The study participants were recruited through respondent-driven sampling [31]. The first seeds for the respondent-driven sampling were identified in areas where SIYP cluster. Clusters were identified through mapping conducted by the research team along with officials of the State Ministry of Health. Two high-volume clusters each in Lagos and Osun States were identified: the cluster sites in Lagos State were Bariga and Ajah; the sites in Osun State were Oke-Baale and Olaiya/Sabo.Two cards with identification numbers were given to the first ten seeds in these cluster areas after they had been interviewed to recruit friends or peers, which some SIYP accomplished.

The recruitment effort of seeds was complemented by direct recruitment by the research team, who also visited the cluster areas. When SIYP approached for study participation were not willing to participate, field workers went on to recruit the next possible SIYP. Recruitment continued until at each cluster until target sample size were reached.

All recruited study participants gave consent before administration of the questionnaire by research team members. The questionnaire was administered in a place the respondent felt most comfortable to respond to questions. At the end of the interview, participants were given lottery tickets that enabled them to enter a raffle draw during a sideshow at the end of the survey. The values of the draw prize were $0.40 to $2.25.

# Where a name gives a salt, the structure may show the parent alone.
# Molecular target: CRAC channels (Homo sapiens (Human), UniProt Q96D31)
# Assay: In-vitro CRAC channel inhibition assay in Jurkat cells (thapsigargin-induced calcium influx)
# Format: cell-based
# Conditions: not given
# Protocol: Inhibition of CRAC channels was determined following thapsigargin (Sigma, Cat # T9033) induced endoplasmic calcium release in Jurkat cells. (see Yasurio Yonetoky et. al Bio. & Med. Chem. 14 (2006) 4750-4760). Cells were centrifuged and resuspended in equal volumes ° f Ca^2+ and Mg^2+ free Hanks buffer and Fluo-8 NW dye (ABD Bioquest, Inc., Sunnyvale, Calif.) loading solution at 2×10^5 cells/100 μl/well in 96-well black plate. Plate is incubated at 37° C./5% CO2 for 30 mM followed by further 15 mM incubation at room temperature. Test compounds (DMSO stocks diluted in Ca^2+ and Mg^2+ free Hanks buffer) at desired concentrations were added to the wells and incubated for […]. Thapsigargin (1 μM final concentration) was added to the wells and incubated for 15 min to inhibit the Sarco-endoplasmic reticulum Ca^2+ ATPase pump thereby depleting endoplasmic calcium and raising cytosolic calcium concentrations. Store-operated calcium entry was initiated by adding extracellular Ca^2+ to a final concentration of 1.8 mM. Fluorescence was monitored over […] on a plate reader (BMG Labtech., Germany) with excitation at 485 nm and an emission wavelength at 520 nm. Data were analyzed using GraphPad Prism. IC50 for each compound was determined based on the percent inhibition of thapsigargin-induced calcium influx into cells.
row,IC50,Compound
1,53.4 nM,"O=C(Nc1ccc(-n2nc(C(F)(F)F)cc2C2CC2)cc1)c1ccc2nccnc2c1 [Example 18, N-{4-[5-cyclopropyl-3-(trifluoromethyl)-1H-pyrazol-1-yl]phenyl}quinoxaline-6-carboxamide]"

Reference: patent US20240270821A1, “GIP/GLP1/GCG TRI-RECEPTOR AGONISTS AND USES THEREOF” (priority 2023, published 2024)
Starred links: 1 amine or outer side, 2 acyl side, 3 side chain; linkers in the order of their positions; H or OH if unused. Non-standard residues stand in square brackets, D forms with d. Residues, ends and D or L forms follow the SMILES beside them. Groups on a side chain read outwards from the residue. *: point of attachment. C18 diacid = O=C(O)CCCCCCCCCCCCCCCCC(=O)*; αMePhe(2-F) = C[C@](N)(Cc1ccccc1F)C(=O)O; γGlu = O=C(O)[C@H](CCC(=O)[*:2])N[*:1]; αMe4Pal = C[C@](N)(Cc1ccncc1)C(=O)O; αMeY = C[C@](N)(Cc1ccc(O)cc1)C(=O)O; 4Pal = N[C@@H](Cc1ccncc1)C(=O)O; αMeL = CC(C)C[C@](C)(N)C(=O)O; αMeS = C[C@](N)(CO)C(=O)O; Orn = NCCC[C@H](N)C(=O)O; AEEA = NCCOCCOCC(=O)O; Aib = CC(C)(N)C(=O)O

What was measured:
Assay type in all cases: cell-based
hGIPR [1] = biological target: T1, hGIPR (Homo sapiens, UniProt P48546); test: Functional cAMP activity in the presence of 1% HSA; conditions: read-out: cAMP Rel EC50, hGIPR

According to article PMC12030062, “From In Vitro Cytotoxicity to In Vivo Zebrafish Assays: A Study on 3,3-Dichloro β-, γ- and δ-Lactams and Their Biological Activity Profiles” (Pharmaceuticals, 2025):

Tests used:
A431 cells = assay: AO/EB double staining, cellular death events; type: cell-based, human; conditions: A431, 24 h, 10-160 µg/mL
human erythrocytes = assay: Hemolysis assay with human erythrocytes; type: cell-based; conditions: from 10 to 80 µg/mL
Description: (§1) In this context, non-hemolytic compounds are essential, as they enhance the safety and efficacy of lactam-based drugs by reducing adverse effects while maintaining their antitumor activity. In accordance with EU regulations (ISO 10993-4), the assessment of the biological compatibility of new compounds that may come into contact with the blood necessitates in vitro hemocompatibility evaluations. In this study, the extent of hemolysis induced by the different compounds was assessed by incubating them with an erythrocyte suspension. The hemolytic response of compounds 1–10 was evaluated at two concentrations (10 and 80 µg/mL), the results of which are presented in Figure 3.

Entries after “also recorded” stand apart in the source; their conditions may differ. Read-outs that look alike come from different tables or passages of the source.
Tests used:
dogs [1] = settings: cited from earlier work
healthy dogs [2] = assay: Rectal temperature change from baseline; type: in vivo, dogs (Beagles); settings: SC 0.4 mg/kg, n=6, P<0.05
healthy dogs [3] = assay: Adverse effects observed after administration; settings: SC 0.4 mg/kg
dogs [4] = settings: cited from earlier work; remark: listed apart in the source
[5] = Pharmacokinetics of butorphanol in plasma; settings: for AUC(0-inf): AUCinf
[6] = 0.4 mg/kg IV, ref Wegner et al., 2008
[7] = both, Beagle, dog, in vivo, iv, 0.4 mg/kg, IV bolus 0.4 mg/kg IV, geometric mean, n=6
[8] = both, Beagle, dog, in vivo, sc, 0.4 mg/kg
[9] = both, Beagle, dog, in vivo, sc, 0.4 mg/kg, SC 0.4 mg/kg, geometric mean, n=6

Variables

The outcome variable for this study was ‘oral hygiene practices,’ measured as either good or poor. The explanatory variables were good or poor water collection and storage, handwashing, sanitation and waste disposal practices. Confounding variables were the background information of respondents: sex, age, state of residence, school attendance, and marital status.

Data analysis

Data were collected electronically with open data kit, and analyzed using STATA 15.1. Univariate analysis was conducted to describe the proportion of respondents for the outcome, explanatory and confounding variables. Bivariate analysis was conducted with Pearson chi-square (or Fisher’s exact t-test where appropriate) to determine the associations between the outcome variables and the explanatory and confounding variables. Inferential analysis was conducted to identify risk indicators for good oral hygiene. Binary logistic regression, guided by two models, was conducted. The first model tested the association between the outcome and explanatory variables while the second model tested the associations between outcome and explanatory variables adjusting for confounders. Statistical significance was considered at p-value less or equal to 0.05.